Mold Legal Guide
as an in depth introduction to both
sides of the key mold legal issues
and of the essential claims and defenses
in mold lawsuits.
Please also read:
[Realtor Disclosure] [Tucson-Arizona-Realtor-Q&A]
Q. Can you help me evaluate the attached mold results? Is it
indicative that there is a problem that needs to be addressed? This mold
inspection is of a house I have listed for sale. Thanks---Virginia real
Thank you for asking for my comments on the mold report about the house
involved in your real estate for sale listing. The mold test results showed
higher mold counts of several dangerous molds indoors than the outdoor
control test. Such a finding is prima facie evidence of a significant inside
the home mold growth problem. The basement mold test discovered 1 Chaetomium
mold spore, whereas there were none in the control sampling; 28 Cladosporium
spores, whereas there were only 11 outdoors; Penicillium/Aspergillus 109
mold spores, compared to only 12 outdoors. The bedroom mold test showed 34
Cladosporium mold spores compared to only 11 outdoors. All three molds in
elevated levels indoors are highly dangerous to resident health. The mold
test results are especially alarming because they were collected from by
collecting brief timed air samples for mold lab analysis. Air sampling
almost always UNDERSTATES the true extent of mold levels in a home. Much
more reliable are carpet samplings and direct samplings of seldom cleaned
areas like the wood trim above windows and doorways and above kitchen
cabinets, because mold spores over a period of time will have landed or been
deposited in such areas. People live in homes for many hours per day. Doing
an air test for just a few minutes really minimizes the true mold risk of
living in a tested building. In addition, the following inspector
observations document really serious and likely mold problems---"Visual
Inspection---Elevated moisture in building materials at levels sufficient to
support mold growth, Visible mold in attic area, Seepage through foundation
block wall in crawlspace, MVOC musty odors noted in closet and workshop on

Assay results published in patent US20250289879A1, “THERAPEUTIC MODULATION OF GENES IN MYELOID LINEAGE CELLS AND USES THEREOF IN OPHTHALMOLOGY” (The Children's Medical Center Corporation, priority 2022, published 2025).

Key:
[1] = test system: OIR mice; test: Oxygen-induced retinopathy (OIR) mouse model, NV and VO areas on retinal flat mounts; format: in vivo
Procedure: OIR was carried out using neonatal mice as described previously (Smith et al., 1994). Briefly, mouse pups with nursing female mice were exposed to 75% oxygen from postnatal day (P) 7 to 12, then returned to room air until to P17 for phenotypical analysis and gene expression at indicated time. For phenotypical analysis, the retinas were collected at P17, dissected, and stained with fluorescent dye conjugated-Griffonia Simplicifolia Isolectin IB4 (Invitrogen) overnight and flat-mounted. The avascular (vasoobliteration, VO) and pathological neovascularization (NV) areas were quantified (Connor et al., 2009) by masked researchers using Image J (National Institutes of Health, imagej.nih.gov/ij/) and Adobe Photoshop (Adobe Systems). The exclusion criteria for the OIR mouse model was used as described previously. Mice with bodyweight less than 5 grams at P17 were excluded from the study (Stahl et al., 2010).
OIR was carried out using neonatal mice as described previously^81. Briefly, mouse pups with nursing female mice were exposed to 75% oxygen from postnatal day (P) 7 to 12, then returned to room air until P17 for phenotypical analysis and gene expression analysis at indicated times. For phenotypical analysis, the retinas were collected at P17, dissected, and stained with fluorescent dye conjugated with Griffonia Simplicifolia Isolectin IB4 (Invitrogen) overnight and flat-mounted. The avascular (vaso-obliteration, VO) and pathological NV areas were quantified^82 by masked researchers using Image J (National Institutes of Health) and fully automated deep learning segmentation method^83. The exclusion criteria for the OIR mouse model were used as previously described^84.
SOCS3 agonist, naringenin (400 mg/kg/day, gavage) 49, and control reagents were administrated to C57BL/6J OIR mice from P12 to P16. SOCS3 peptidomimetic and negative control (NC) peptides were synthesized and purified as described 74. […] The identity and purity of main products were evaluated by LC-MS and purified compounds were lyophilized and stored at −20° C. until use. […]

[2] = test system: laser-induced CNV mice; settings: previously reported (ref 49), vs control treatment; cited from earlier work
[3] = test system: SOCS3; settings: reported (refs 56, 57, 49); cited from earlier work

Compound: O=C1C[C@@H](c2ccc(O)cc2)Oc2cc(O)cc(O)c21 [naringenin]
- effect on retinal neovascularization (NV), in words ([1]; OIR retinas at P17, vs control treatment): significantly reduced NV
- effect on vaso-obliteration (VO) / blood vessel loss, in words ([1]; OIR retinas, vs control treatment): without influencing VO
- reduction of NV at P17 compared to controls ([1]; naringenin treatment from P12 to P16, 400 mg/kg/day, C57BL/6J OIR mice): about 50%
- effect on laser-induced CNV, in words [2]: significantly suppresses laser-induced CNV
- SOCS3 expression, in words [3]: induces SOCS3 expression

basement level." Water intrusion into a crawl space drives big time mold
growth therein, and from the crawl space, mold can grow upwards into the
floors and walls above the crawl space. The next homeowner step should be to
have the cavities of the floors, walls, and ceiling, plus the
heating/cooling equipment and ducts inspected and test for
mold growth. The inspector's mold remediation proposal is not realistic
because the true extent of the area to be mold remediated and therefore mold
remediation requirements are likely to be much bigger than included in the
remediation proposal. There can be no realistic mold remediation proposal
until the home has been thoroughly mold inspected, including inside wall,
ceiling, and floor cavities and inside the heating/cooling equipment and
ducts. If I may be of further service, please email me. Thanks, Phillip
consultant, Certified Environmental Hygienist,
Mold Inspector, and Certified Mold Remediator.
Health board hears about mold house
but too late to help
June 11, 2004 - PEPPERELL
FREE PRESS -- "How come you didn't come to us first?" Board of Health member
Robert Lambert asked Nancy Davis, former Shawnee Road resident whose family
was forced to abandon their mold-infested home late last year.
Davis, who has a pending lawsuit against both real estate brokers and a
home inspector involved in the original sale of the property, said that had
she done so and the health board condemned the property, her family would
have had no place to go.